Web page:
Screen shot 2009-11-05 at 10.30.28 AMThis is a story about two industries, one fat and complacent, the other hungry and scrappy.

The first is record labels and the second is music.  Believe me, they’re not the same business.

Remember the fanfare last September, when the remastered Beatles catalog finally came out? Turns out EMI didn’t make enough of the most coveted item to satisfy demand.

As a result, my copy of the Beatles Stereo Box Set took nearly two months to arrive.

Big labels always blame fans for declining revenue, then sue customers and lobby Congress to do their bidding.  Yet when the most popular band in history made its biggest announcement in years, fans were made to wait in line to spend $300.  How does such a thing happen?

You’d think someone might have seen this coming.

Leave aside the fact that 10 years into the MP3 revolution, Beatles songs still aren’t sold digitally (300 USB apples don’t count as far as I’m concerned), or that the reissues contain no new material.   The suits at EMI need to spend less cash on lawyers and more on market research.

9-9-9 was the Beatles big release date.  It’s also the number that you dial in England when there’s an emergency.

I think it’s time to pick up the phone.

Contrast the behavior of annuity holders like EMI with bands that actually have to work for a living.

I’m not just talking about the musicians I write about, the ones with day jobs. Phish posts audiophile-quality soundboard mixes of every show for download. On Halloween, they played the Stones’ Exile on Main Street in its entirety.  I bought it the next day.

One of my favorite new records is Sainthood, from Canadian alterna-pop duo Tegan and Sara, not just for the bristly love songs, which are great.  I also like it for coming in enough flavors to make everyone happy.  The crazily passionate fans can buy a limited edition package with three books and a signed, one of a kind Rorschach print.  A vinyl version comes with a free CD of the pair’s last album, The Con.  Or, you can just get it on iTunes.


The other night at the Claremont Moose, a packed house watched the Agonist top the bill with Hexerei, TranScenT, Hung and three others.  The Agonist’s lead singer Alissa White-Gluz worked the merchandise table right up to the start of the band’s set.

That’s pretty impressive for a headliner.

If record labels reached out to their customers in the same way, things might be different.  But I’m not holding my breath.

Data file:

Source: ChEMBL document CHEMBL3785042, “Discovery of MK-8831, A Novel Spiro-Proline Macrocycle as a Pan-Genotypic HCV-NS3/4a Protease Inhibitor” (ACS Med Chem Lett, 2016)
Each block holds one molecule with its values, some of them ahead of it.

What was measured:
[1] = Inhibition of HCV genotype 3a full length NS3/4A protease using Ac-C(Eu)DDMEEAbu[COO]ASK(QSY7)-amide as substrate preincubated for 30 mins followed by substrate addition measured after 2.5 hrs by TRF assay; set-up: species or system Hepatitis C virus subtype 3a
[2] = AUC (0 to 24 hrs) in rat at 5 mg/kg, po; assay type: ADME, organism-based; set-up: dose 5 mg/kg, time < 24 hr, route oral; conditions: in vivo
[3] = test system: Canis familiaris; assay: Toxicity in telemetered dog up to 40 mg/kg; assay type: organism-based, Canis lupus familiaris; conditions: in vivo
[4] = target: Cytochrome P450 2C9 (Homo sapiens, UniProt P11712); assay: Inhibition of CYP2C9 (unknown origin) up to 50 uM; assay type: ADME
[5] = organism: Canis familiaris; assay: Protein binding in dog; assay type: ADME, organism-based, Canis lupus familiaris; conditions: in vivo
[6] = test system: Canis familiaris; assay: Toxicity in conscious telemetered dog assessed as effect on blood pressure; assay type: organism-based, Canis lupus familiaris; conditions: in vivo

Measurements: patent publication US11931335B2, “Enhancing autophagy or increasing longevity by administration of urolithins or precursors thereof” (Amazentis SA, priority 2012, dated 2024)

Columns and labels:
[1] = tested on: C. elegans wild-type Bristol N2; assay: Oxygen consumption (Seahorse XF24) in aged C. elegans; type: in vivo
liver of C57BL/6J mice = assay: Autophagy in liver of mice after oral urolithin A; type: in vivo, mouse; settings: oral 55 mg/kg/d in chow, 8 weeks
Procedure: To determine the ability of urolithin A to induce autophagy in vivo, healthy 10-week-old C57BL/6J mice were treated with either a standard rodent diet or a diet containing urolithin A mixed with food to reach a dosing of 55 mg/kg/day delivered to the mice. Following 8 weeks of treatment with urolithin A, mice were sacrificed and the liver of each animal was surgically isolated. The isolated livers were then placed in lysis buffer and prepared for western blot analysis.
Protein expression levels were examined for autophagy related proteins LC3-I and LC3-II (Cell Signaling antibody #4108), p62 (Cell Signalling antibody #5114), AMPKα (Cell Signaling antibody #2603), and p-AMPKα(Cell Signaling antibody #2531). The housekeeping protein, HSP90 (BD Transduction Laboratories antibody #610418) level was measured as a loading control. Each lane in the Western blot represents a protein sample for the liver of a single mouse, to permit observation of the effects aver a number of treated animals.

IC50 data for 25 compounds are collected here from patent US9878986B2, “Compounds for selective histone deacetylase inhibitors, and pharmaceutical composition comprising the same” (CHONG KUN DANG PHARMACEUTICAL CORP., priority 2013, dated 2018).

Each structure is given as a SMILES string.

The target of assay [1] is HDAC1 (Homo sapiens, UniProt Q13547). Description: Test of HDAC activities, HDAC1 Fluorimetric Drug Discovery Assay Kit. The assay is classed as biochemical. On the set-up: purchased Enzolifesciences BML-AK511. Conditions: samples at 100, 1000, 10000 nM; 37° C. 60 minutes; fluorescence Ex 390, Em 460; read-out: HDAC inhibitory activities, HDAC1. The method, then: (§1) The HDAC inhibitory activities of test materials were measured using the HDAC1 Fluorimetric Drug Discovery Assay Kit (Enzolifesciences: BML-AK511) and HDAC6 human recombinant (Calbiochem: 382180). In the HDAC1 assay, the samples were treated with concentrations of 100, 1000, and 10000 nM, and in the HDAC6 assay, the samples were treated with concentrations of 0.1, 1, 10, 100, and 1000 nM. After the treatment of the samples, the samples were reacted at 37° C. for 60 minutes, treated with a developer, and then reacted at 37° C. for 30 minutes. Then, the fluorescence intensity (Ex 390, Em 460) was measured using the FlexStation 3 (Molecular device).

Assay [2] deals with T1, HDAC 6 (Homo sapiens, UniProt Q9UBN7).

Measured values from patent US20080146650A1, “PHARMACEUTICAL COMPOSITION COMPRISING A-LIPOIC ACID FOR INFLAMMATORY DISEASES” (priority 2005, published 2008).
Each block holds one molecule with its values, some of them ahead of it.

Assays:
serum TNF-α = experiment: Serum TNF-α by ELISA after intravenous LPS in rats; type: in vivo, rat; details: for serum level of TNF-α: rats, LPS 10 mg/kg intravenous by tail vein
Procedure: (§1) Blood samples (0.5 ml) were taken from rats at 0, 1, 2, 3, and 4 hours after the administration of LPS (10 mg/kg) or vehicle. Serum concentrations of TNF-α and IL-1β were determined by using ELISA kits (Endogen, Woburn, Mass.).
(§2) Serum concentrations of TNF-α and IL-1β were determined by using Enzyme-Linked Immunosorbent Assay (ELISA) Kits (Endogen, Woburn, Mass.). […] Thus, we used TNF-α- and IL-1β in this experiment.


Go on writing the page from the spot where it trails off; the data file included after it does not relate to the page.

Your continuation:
On to the rest of the week:

Thursday, Nov. 5: John Gorka, Four Corners Grille – Gorka writes literate songs, rooted in place and time.  “Houses In The Field” looks at the costs of progress; on “Bottles Break” he crawls inside the mind of a denizen who wants nothing more than “to buy this town and keep it rough.”  “Mean Streak” would have been a smash hit if John Mellencamp recorded it. I could go on, but you should see him and get it for yourself.

Friday, Nov. 6 Heather Maloney, Sunapee Coffeehouse – A memorable season continues with singer-songwriter Maloney, whose balance of upbeat and plaintive will appeal to fans of Paula Cole, Joni Mitchell and Beth Orton.  The just-released Cozy Razor’s Edge is a taut, layered work with a big sound.  In a coffeehouse setting her songs will be quieter and intimate. Either way, Maloney is worth checking out.

Saturday, Nov. 7: Ansambl Mastika, Immanuel Episcopal Church – The band call its sound the New Balkan Uproar, a musical melding of wide-ranging influences: the clarinet ‘miroloi’ of northern Greece, Macedonian gypsy music, Serbian, Turkish, Middle Eastern chalgi, Klezmer, Bulgaria wedding band.  The list goes on, but like they used to say on American Bandstand when a song got 90 or better – it has a beat and you can dance to it.

Sunday, Nov. 8: Dartmouth Gospel Choir, Hopkins Center –This fall’s concert by the well regarded student ensemble explores heaven in its many forms– what is the afterlife?  Choir Director Wes Cunningham said in the program notes that he’s looking for “heaven on earth” with contemporary songs like “I’ll Take You There” and “Circle of Life” alongside more traditional fare – “Oh Happy Day,” “Amazing Grace” and “O Give Thanks”.


Tuesday, Nov. 10: Mark LeGrand, Windsor Station – Known for down-home Americana with the Lovesick Bandits and romantic country-flavored songs with his wife Sarah Munro, LeGrand is a regional treasure.  The chance to see him in an intimate setting like Windsor Station shouldn’t be missed.  The restaurant has really beefed up the musical offerings of late – it’s worth a visit.

Wednesday, Nov. 11: Tad Davis, Skunk Hollow – Tad Davis helms this weekly affair. If you’ve ever wondered whether you should take your playing to another level, this is a good starting point. Bring your axe and your songs. You have 15 minutes. The best part is that Simon Cowell is nowhere to be found, and the food’s better.